When they finally heard the bad news, the Smithsonian leaped into action filing a protest. But WMATA replied that no one had commented on the change, so it had been eliminated. The Smithsonian was joined by the National Park Service and Bicentennial of the American Revolution Commission in arguing that no one had been notified of a change to comment on. The three organizations pointed out that studies predicted some 15 million visitors per year to the Smithsonian’s museums on the Mall and the crucial role mass transit would play in moving tourists safely to and from their museum visits. The Park Service wished to reduce or eliminate automobile traffic on the Mall, so Metro access was necessary. They also wished to add a station at Arlington Cemetery. A strong coalition formed, and WMATA relented but said that the organizations would have to secure the funding for the station – a daunting task.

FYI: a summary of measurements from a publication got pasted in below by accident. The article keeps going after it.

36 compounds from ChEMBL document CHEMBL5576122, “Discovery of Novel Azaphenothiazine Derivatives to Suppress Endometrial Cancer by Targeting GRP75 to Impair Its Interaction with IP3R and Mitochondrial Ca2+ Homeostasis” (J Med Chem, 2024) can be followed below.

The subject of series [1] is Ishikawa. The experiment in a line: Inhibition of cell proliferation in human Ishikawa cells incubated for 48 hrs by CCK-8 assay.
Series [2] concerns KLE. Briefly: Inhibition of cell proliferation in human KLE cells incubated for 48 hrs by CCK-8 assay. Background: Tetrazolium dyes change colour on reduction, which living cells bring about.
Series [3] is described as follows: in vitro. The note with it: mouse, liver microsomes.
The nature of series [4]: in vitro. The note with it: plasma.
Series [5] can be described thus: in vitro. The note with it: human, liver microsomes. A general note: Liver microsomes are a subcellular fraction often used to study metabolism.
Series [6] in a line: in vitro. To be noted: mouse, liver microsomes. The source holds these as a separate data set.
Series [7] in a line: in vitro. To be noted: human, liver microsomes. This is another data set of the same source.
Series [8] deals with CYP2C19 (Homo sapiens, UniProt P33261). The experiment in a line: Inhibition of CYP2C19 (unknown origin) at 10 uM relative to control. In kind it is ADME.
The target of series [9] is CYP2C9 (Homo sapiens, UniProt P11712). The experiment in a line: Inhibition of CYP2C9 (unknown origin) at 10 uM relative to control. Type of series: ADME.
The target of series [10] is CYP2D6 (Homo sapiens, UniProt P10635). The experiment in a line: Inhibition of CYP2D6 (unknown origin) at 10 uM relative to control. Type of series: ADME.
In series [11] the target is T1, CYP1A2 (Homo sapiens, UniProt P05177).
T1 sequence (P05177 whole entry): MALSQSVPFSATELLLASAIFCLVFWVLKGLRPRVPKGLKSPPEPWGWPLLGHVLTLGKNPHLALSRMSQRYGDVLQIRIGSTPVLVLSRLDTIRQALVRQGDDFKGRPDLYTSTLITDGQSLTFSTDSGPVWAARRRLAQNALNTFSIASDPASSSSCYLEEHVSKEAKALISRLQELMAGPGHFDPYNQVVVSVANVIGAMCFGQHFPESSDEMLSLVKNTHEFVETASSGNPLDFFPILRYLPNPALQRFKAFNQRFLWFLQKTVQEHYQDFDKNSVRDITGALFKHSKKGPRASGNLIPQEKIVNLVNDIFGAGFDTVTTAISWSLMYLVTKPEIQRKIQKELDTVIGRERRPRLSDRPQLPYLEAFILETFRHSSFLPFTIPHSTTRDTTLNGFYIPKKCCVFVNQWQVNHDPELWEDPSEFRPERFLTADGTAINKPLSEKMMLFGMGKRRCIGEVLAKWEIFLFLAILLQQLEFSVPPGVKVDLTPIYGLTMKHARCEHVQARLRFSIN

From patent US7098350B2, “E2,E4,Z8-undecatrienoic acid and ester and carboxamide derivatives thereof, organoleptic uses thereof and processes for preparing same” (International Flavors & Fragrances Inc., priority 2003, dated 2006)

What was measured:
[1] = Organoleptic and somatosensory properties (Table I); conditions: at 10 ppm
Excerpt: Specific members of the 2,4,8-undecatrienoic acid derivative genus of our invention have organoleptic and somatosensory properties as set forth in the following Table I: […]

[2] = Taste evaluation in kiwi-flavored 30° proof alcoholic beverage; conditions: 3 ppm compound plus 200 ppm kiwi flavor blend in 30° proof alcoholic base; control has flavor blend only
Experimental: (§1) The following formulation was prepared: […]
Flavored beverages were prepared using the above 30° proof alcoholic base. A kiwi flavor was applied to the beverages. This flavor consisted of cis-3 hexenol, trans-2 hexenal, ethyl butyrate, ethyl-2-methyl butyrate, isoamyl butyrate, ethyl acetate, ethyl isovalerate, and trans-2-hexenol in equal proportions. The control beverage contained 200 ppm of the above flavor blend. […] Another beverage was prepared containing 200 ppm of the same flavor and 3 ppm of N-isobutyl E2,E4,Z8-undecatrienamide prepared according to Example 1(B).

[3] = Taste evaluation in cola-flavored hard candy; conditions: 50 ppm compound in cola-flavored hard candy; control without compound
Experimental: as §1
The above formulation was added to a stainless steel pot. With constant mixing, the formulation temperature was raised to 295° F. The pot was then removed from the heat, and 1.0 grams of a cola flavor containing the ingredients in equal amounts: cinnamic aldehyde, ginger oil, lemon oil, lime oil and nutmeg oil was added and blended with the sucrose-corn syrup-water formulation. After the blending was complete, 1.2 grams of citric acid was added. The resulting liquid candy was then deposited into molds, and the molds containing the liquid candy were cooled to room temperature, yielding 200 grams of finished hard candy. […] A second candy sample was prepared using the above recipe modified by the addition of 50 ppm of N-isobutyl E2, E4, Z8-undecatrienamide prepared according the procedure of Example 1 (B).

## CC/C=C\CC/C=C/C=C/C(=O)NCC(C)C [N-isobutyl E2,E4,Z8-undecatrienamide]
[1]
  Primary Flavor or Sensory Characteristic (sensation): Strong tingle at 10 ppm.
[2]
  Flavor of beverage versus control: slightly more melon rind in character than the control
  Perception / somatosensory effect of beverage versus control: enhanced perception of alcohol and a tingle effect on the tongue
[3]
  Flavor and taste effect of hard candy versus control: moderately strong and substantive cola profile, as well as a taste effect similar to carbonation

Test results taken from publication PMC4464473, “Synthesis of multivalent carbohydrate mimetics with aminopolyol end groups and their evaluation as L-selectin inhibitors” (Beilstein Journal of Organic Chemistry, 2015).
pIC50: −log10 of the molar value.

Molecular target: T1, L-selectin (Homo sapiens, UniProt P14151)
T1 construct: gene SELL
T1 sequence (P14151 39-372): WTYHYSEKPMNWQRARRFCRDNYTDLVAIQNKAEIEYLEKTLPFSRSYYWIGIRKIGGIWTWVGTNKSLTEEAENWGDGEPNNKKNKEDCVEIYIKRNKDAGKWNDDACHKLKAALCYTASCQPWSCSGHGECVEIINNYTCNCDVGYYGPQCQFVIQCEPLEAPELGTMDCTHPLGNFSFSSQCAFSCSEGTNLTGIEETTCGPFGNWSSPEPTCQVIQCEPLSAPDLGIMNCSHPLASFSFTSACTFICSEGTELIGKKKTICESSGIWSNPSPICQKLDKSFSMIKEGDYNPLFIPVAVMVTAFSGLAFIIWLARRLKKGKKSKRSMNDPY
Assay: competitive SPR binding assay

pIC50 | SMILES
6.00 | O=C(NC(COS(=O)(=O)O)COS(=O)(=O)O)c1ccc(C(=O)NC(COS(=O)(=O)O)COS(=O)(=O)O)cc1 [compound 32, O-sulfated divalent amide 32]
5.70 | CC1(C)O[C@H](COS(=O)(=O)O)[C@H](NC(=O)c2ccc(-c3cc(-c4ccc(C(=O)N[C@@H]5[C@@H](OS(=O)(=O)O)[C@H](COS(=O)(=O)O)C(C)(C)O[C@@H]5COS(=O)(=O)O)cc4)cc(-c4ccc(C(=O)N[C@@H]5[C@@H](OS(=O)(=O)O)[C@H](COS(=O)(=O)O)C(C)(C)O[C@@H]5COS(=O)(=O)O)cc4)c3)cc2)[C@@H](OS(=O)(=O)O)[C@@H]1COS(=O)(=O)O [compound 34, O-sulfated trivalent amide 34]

The station formally opened on July 4, 1977. Metro General Manager Theodore Lutz presented Smithsonian Assistant Secretary Charles Blitzer with a "farecard" for inclusion in the National Museum of History and Technology (now National Museum of American History) transportation collection. The station’s opening coincided with the completion of 11.8 miles of rail between National Airport and the Stadium/Armory Station and the opening of the Arlington Cemetery, Capitol South, and other stations along the “Blue” line. Although the Smithsonian had noted that “timing is of the essence, if this station is to be opened in time to receive the onrush of visitors expected for the Bicentennial,” it was not completed in time for the celebration in 1976. However, it has served the Smithsonian and its many visitors well in the forty years since it opened, during national marches, presidential inaugurations, and the Smithsonian Birthday Party on the Mall in 1996.
Hearings on the Smithsonian Metro station, 1972
Legislation funding Smithsonian Metro entrance, 1977
Smithsonian Birthday Party on the National Mall, 1996, Smithsonian Institution Archives
Roderick Terry images of the 1995 Million Man March on the National Mall, 1995, National Museum of African American History and Culture
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